In this paper  a deep learning-based model is developed for automatic identification, description, and counting of wild animals in camera-trap photos. They trained the DNN to detect, sum up the number of animals, and give details of the behavior of the animals using the Snapshot Serengeti dataset, which has 3.2 million photos of 48 different species. They included labels such as moving, standing, resting, interacting, feeding, and whether or not young are present in the frame in addition to counting the number of animals in the picture. They added one, two-neuron softmax output layer for each additional attribute to predict the probability of behavior in the image. The attributes were not mutually exclusive and are a multilabel classification problem that was solved by adding a two-neuron softmax output layer. They trained nine neural network models which are AlexNet, NiN, VGG, GoogLeNet, and Resnet with different numbers of layers and compared them based on accuracy. The VGG model had the best accuracy of the nine neural networks, with a score of 96.8%. Their approach eliminated 99.3 percent of manual effort in animal identification.
In October 2019, a research  was proposed that contrasted machine learning and deep learning methods for animal species recognition using camera trap photos. They looked at SVM, RF, and deep learning techniques AlexNet and inception v3 among other machine learning techniques. They employed the KTH dataset, which contains 19 different animal groups from which 12 classes were chosen to assess the performer of the models. The accuracy achieved for the random forest was 90.4% and for SVM for 84% whereas that for AlexNet was recorded as 94% and for Inception v3 was 96.5% which was high among all the above-considered algorithms. Hence they concluded that Deep Learning Algorithms work better than Machine Learning algorithms for animal species recognition.
In 2018,  put forward a framework for automatic detection of animals using camera-trapped images. It focused on identifying the species and the number of species captured in the image using Object detection algorithms such as Single Shot Multibox Detector (SSD) and You Only Look Once (YOLO). SSD (Single Shot Detector) computes a feature map by running a neural network on input images only once, whereas YOLO (You Only Look Once) is an open-source approach of object recognition that can distinguish objects in photos and videos quickly. They used a Serengeti dataset for classifying animals. For YOLO they used a pre-trained TensorFlow model and for SSD they used a VGG-16 based CNN network. The average normalized precision for YOLO was 0.55 and for SSD it was 0.67. This demonstrates that an SSD is more sensitiveto the object's size. SSD was better at detecting larger things with precision, but YOLO was better at detecting smaller items. They combined both algorithms YOLO and SSD as both have their advantages and disadvantages and hence improve the detection performance. Similarly, this combined algorithm can be used for counting the animals in the image, and even though the image is crowded an accuracy of 88% is achieved.
In November 2020, proposed a model  on a Super- resolution Mask RCNN based transfer deep learning approach for the identification of bird species. For identifying very minute differences they used Mask RCNN which works pixel-by-pixel of the image and applies a mask on it, hence it gets simple to identify the shape and size of the object. For segmenting complex shapes of objects Mask RCNN is much better as compared to traditional algorithms. Mask RCNN improves accuracy by applying the technique of object localization. They used this technique to identify features of birds such as beaks, eyes, heads, etc and stored them as a new class. And whenever a new image was introduced they extracted the features and compared them with the stored classes. They improved the resolution of input images by using super-resolution which is a pixel independent model. For automatically applying super-resolution to images they developed software. The SRCNN with Mask RCNN and Inception V3 achieves 51.73% precision are the results obtained from their experiments. The below shows a summarization of the papers surveyed.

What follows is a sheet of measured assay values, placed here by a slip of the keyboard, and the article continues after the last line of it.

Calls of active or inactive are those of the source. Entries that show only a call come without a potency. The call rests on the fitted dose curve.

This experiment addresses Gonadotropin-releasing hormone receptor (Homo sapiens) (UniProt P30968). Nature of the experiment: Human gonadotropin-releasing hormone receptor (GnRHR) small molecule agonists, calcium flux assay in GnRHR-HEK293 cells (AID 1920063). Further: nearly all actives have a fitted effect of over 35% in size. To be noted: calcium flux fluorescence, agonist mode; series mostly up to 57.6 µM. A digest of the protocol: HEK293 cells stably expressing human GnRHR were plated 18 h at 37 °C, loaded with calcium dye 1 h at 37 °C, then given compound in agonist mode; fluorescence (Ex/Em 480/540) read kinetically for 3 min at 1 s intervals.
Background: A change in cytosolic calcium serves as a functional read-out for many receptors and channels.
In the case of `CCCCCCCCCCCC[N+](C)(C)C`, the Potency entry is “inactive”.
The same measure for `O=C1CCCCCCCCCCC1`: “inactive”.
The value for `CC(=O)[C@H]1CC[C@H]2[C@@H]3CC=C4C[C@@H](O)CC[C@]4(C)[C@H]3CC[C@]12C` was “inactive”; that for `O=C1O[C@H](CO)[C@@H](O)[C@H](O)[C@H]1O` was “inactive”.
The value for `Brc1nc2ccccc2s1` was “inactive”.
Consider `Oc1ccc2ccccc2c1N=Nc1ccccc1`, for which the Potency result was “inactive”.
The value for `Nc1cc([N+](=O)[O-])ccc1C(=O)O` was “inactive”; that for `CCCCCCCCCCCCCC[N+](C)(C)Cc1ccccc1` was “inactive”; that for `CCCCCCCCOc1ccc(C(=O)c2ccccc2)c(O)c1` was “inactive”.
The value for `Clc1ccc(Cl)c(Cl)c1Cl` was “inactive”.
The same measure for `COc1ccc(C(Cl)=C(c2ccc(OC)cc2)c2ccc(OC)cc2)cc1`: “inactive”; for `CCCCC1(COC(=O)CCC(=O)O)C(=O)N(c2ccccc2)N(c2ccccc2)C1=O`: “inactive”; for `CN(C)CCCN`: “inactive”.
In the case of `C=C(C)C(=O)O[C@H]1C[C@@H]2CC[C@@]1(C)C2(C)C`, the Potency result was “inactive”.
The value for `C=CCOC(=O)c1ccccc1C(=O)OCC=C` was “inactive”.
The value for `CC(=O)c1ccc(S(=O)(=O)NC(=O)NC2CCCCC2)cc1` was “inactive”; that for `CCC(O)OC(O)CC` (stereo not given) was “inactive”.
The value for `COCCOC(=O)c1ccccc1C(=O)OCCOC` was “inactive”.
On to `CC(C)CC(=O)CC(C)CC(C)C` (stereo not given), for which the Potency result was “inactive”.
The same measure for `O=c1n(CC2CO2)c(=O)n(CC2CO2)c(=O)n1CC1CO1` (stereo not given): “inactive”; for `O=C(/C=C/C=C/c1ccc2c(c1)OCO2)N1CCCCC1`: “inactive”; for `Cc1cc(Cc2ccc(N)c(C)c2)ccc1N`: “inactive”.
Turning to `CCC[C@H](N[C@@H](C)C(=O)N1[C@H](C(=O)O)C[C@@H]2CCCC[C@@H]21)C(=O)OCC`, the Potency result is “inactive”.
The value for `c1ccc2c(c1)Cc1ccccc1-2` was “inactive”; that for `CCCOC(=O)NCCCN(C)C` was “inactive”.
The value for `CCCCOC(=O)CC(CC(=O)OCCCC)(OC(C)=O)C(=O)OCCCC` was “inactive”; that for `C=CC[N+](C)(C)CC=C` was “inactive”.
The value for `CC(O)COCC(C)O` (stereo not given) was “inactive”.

In 2021, A transfer learning strategy for training neural models is presented. The study  is aimed at recognizing bird species and safeguarding these bird species. They created a fully automated, resilient deep neural learning approach for identifying bird species from an image file, minimizing human work and saving time. Over 11,788 sounds of 200 distinct species were utilised in the collection. A pre-trained Mask RCNN is used to extract Bird ROIs from photos, that are then input into the neural network constructed using the transfer learning approach and fine-tuned using the available dataset. They employed Mask R-CNN to position birds in each picture throughout the training and inference phases. The transfer learning approach reduces the requirement for massive computer resources for processing while also speeding up the training process by reusing information. When several than just species of bird are featured in the input picture, processing gets tough. Further factors include tiny bird ROIs, poor illumination settings, resemblance in bird body components, and camouflage environments. In neural networks, such circumstances are tough to handle.